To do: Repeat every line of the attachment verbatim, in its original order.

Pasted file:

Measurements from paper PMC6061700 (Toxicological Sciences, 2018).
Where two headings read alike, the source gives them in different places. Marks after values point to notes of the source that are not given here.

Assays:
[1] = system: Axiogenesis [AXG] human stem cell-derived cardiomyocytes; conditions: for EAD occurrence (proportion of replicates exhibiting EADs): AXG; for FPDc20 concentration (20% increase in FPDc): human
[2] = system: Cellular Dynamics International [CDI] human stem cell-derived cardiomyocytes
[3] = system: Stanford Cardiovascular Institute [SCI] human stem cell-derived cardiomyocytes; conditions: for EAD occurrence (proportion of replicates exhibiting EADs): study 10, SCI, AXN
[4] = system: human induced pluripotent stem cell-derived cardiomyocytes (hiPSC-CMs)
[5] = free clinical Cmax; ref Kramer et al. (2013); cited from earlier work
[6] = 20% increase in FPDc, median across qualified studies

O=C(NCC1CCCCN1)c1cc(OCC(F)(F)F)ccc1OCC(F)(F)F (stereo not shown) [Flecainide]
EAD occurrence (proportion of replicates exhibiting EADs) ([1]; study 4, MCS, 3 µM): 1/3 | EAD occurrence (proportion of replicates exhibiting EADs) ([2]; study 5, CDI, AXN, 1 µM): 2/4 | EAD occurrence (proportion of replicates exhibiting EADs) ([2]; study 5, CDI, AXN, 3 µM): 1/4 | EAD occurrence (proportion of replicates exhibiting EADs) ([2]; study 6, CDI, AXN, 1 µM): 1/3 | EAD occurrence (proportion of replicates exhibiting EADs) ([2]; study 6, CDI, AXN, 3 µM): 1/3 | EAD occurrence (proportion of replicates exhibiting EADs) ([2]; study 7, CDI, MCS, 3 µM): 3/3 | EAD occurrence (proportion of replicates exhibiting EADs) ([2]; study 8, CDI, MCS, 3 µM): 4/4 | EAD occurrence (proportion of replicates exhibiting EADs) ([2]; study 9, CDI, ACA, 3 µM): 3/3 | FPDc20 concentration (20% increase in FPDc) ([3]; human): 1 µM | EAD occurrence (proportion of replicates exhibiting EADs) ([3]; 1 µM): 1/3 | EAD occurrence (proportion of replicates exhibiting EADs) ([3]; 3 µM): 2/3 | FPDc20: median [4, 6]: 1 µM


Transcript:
Measurements from paper PMC6061700 (Toxicological Sciences, 2018).
Where two headings read alike, the source gives them in different places. Marks after values point to notes of the source that are not given here.

Assays:
[1] = system: Axiogenesis [AXG] human stem cell-derived cardiomyocytes; conditions: for EAD occurrence (proportion of replicates exhibiting EADs): AXG; for FPDc20 concentration (20% increase in FPDc): human
[2] = system: Cellular Dynamics International [CDI] human stem cell-derived cardiomyocytes
[3] = system: Stanford Cardiovascular Institute [SCI] human stem cell-derived cardiomyocytes; conditions: for EAD occurrence (proportion of replicates exhibiting EADs): study 10, SCI, AXN
[4] = system: human induced pluripotent stem cell-derived cardiomyocytes (hiPSC-CMs)
[5] = free clinical Cmax; ref Kramer et al. (2013); cited from earlier work
[6] = 20% increase in FPDc, median across qualified studies

O=C(NCC1CCCCN1)c1cc(OCC(F)(F)F)ccc1OCC(F)(F)F (stereo not shown) [Flecainide]
EAD occurrence (proportion of replicates exhibiting EADs) ([1]; study 4, MCS, 3 µM): 1/3 | EAD occurrence (proportion of replicates exhibiting EADs) ([2]; study 5, CDI, AXN, 1 µM): 2/4 | EAD occurrence (proportion of replicates exhibiting EADs) ([2]; study 5, CDI, AXN, 3 µM): 1/4 | EAD occurrence (proportion of replicates exhibiting EADs) ([2]; study 6, CDI, AXN, 1 µM): 1/3 | EAD occurrence (proportion of replicates exhibiting EADs) ([2]; study 6, CDI, AXN, 3 µM): 1/3 | EAD occurrence (proportion of replicates exhibiting EADs) ([2]; study 7, CDI, MCS, 3 µM): 3/3 | EAD occurrence (proportion of replicates exhibiting EADs) ([2]; study 8, CDI, MCS, 3 µM): 4/4 | EAD occurrence (proportion of replicates exhibiting EADs) ([2]; study 9, CDI, ACA, 3 µM): 3/3 | FPDc20 concentration (20% increase in FPDc) ([3]; human): 1 µM | EAD occurrence (proportion of replicates exhibiting EADs) ([3]; 1 µM): 1/3 | EAD occurrence (proportion of replicates exhibiting EADs) ([3]; 3 µM): 2/3 | FPDc20: median [4, 6]: 1 µM